Twelve questions from the Iroquois...
What do you do with Rawnaq now? He's 2-for-2 with a Grade 1 in the spring. He was probably never going to Saratoga anyway, so his American schedule would include a break until fall. Maybe Belmont in September, but the real goals would be the Grand National in October and the Colonial Cup in November. Of course, now there's this little thing of the Brown Advisory Iroquois/Cheltenham Challenge. Owner Irv Naylor said they give it a go and try to complete the $500,000 challenge in the Ryanair World Hurdle at England's Cheltenham Festival in March. Bravo. But do you do that from here and ship over the week of the race the way the Irish tried the Iroquois? Or do you aim for a far earlier arrival in England, maybe run once there as a prep? "There's 10 months of thinking to do, isn't there?" said trainer Cyril Murphy. "We'll see, we'll see. We've got a lot of things to overcome to get there, but it's nice to know that we could if we wanted. I think we're good enough, we'll see what happens." Oh to have the options.
Did he improve that much from his English/Irish days? Rawnaq won once on the flat in England for Sheikh Hamdan and trainer Mark Johnston (the same man who had Demonstrative by the way) in 2010 then sold at Tattersalls for 3,500 guineas. In Ireland, he worked at his craft - winning at Bellewstown in 2012, taking three in a row (including another at Bellewstown) in 2013 and even placing third in a handicap chase at Cheltenham in March 2015 - but was no star. He won five times over hurdles and twice more over chase fences, earning checks, more than paying his way but never breaking out. He reached a rating of 144 over hurdles and 142 over chase fences. In America, he's never been worse than third in four starts and at the Iroquois he took down a Grade 1 headed by two Irish-based rivals ranked far above him on the handicap scale. Murphy, who bought Rawnaq for Naylor last year, loves the horse's uncomplicated ways. "What you see is what you get. There's nothing flashy about him, but you know you're getting an effort when he goes out there. That's what (trainer) Matthew Smith told me when we bought him. He said 'Everything we do with him is based on him.' He'll give you everything he's got every time you run."
What do you do with Demonstrative now? The 2014 champion hung in for a while Saturday, but was outrun if not disgraced. He jumped like a demon - long and high and with power like he can - but he was outrun in between fences down the back the last time. He's 9, nearly at $1 million in lifetime earnings and owes nothing to anyone. He could retire tomorrow and be considered a great one. He loves Saratoga, but younger horses might be better now. The Iroquois was his 21st consecutive Grade 1 start. It would have been fun to see him in the Temple Gwathmey at Middleburg or the David Semmes at Great Meadow.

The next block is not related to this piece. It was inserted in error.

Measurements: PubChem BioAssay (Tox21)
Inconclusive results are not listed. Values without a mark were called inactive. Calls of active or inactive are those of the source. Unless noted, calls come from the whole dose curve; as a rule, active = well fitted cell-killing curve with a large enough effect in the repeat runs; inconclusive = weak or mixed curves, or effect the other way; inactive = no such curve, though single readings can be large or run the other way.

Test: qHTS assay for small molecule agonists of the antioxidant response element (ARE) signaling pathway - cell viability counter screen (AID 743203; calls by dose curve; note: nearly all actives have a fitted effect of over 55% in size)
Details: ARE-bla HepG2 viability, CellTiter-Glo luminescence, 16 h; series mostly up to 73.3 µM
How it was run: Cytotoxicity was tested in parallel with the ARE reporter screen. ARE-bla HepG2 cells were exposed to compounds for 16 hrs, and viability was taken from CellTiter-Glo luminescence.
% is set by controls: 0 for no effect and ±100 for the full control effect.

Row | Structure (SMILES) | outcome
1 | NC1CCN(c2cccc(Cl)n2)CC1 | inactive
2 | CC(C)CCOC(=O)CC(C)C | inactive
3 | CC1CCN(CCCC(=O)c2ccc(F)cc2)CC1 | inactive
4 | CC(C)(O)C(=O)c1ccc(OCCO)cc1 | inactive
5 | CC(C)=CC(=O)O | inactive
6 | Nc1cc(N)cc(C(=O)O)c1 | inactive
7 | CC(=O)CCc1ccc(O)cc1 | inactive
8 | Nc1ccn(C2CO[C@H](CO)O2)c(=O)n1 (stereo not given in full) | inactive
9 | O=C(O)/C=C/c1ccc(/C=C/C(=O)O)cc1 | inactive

What would have happened if Divine Fortune ran in the race? They didn't hang around in the Iroquois as it was. Imagine a young, bold, flying Divine Fortune (who won the race in 2014 after finishing second in 2012 and 2013) up there with Nichols Canyon and Rawnaq early. Sadly, we'll never know.
What if Willie Mullins brought over Annie Power instead? The 8-year-old Irish-bred mare decimated the overseas hurdle ranks with wins at Punchestown Cheltenham and Aintree this year - twice knocking off Iroquois runner Nichols Canyon. Three miles probably isn't her best distance, though she was second in the 2014 World Hurdle, but she'd have given the boys a tussle.
Where are the American-breds? Irish-breds finished first and second, followed by an English-bred and then another Irish-bred. The four Yanks in the race occupied places 5-8. Bottom line, a speed-heavy pedigree base does not, by design, produce world-class hurdlers the way the Irish and English do. Can that change? Sure. Will it? Maybe.
What if Jack Doyle didn't get Rawnaq inside at the third fence? There were plenty of key moments in the Iroquois. An early one came when Doyle got tired of tangling with the right-jumping Nichols Canyon and dropped to the inside after the third fence. Rawnaq went from reacting to dictating. It didn't win the race, but it helped.
Will live-streaming become a thing? The Iroquois stepped out and pulled it off. It wasn't perfect - blame the lack of enough upload bandwidth or something like that - but it worked and U.S. jump racing will take it. It's only a matter of time until it's happening in more places. Be patient, but get ready.
Will Tempt Me Alex take a shot at the big one next year? The long-striding 7-year-old might be the antidote to the American-bred woes in the Iroquois. He's run three winning races over the course and would be a factor if he improves even a little bit.
Who will be next year's Iroquois Hall of Fame inductee? It was great to see owner/trainer Dr. John Griggs get the honor this year. From his Kentucky base, Griggs sent out steeplechase stars Warm Spell, Steve Canyon, Lot O' Ribot and others - always in orange and white silks, always a little rough around the edges and always competitive.
Will Irv Naylor catch Augustin Stable? With more than $9 million in total earnings, Augustin has long led American jump racing when it comes to purses. Of course, George Strawbridge's green and white silks are rarely seen on the circuit these days - and Naylor has topped $500,000 three times in the last five seasons including a record $778,650 last year. His 2016 includes $461,900 (including $150,000 from Rawnaq) earned so far, putting him at $5.8 million lifetime. It could happen.
Has anybody started like Cyril Murphy? The trainer is 11-for-16 this year. That's 69 percent winners. Take that super trainers. The horses have won the Iroquois, Temple Gwathmey, Virginia Gold Cup, My Lady's Manor and the Henley.